Ron Johnson 'Highly Suspicious' of 'Big Push' on Vaccination

Wisconsin senator says we shouldn't 'shame' people who choose not to get COVID vaccine
By Jenn Gidman,  Newser Staff
Posted Apr 23, 2021 1:43 PM CDT
Ron Johnson 'Highly Suspicious' of 'Big Push' on Vaccination
In this March 3, 2021, file photo, Sen. Ron Johnson, R-Wis., speaks at the US Capitol in Washington.   (Greg Nash/Pool via AP, File)

One of the ways health officials say we can start to bring the pandemic to an end is to ensure a high percentage of the population gets vaccinated, achieving herd immunity. That's why comments from Wisconsin Sen. Ron Johnson are bringing heat, with some accusing him of promoting vaccine hesitancy. The GOP senator appeared Thursday on The Vicki McKenna Show podcast, saying he was "highly suspicious" of officials encouraging as many people as possible to get vaccinated, and that he didn't think people should feel compelled to get a vaccine that's being administered under emergency use authorization by the FDA, per the Hill. "Why this big push to make sure everybody gets a vaccine," to where we'll "shame people," he said. "Science tells us that vaccines are 95% effective, so if you have a vaccine ... what do you care if your neighbor has one or not?"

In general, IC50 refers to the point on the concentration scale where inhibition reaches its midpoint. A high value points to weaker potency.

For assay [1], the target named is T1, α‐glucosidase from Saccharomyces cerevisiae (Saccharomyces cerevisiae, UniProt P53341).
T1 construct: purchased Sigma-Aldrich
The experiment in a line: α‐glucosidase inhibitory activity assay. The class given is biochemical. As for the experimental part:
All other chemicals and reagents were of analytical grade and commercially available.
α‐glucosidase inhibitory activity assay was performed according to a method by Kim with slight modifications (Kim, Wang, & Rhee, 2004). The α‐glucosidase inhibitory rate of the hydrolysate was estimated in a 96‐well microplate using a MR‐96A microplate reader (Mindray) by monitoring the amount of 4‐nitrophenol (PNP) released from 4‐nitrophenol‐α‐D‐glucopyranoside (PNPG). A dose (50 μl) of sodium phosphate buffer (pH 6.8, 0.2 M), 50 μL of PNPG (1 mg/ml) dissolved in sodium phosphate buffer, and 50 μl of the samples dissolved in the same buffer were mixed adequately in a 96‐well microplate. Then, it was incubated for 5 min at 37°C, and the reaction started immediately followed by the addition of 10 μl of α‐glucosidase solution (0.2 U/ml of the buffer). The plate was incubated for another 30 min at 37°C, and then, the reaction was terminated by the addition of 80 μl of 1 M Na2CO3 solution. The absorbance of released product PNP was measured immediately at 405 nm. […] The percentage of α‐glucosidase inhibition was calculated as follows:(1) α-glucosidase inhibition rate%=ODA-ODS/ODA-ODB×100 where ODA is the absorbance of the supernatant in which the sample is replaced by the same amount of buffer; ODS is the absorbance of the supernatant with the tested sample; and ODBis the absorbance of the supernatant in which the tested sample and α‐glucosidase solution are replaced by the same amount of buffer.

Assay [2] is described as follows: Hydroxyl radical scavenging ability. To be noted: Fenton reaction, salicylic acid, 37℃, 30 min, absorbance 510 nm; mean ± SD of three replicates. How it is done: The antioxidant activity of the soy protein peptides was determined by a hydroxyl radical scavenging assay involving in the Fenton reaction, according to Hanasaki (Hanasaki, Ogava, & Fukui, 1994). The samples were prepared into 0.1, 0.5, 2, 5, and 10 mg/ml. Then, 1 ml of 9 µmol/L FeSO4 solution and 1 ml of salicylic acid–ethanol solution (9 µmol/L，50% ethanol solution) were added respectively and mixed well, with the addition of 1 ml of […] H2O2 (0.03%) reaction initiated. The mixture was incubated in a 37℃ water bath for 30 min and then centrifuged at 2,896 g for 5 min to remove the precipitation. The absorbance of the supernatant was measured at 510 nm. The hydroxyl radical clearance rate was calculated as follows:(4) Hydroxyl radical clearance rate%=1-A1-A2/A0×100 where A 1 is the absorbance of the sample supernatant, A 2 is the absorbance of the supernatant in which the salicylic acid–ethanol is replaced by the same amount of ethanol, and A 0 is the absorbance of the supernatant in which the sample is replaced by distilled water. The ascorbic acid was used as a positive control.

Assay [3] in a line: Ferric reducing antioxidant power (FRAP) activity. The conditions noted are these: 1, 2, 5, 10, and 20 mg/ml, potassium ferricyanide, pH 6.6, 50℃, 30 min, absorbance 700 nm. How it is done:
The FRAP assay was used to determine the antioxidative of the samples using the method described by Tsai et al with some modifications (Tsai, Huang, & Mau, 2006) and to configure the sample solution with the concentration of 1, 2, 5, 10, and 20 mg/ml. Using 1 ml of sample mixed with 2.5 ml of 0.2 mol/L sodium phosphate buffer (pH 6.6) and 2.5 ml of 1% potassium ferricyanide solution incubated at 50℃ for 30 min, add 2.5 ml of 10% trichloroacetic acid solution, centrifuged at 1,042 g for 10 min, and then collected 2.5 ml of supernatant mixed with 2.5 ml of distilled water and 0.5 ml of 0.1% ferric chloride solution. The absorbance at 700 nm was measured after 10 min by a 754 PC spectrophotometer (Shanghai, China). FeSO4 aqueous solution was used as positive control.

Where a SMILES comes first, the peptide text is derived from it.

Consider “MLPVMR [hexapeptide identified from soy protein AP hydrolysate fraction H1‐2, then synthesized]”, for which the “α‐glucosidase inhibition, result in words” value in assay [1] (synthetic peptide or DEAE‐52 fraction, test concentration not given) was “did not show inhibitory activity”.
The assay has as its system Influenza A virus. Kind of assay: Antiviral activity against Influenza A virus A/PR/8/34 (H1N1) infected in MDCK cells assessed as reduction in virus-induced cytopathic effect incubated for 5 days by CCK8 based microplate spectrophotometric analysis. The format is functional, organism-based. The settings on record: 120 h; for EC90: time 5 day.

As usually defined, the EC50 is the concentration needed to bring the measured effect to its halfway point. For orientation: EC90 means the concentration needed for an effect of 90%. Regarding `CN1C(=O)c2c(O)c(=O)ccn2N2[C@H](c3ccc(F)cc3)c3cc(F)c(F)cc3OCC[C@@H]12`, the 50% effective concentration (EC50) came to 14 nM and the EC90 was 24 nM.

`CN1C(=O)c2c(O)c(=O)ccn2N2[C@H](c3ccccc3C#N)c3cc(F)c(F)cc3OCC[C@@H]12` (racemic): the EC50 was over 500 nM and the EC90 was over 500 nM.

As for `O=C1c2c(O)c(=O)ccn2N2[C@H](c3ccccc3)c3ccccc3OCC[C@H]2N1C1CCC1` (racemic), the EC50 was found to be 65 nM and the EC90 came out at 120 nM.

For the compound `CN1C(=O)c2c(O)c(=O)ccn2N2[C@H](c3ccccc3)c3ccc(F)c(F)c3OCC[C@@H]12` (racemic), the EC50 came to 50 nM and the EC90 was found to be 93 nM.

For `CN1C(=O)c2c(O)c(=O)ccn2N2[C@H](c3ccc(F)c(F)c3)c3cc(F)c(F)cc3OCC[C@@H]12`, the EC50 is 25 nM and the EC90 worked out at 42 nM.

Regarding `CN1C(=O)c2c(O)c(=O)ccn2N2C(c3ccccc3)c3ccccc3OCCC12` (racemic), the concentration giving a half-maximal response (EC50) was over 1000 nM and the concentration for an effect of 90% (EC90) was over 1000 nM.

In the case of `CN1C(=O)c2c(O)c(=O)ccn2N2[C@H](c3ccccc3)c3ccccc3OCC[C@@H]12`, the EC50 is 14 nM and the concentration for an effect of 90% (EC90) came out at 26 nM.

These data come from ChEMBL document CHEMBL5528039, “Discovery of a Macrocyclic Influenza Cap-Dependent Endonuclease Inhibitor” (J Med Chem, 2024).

Axios points out some of the reasons why we should care, including that we still don't fully know how much transmission from vaccinated people is reduced, thus making it necessary to continue safety precautions around the unvaccinated. It's also possible that unvaccinated people can cause "breakthrough" infections among the vaccinated, though that seems to be rare, and it's still not clear what role variants will play in everything. Critics jumped on Johnson's comments, saying his remarks would promote the vaccine hesitancy that's been especially prominent among white Republicans. "Ron Johnson's rhetoric is dangerously irresponsible," says a spokesperson from the liberal American Bridge 21st Century super PAC. Johnson's response to such criticism, via a statement: "Everyone should have the right to gather information, consult with their doctor, and decide for themselves whether to get vaccinated." (More Ron Johnson stories.)

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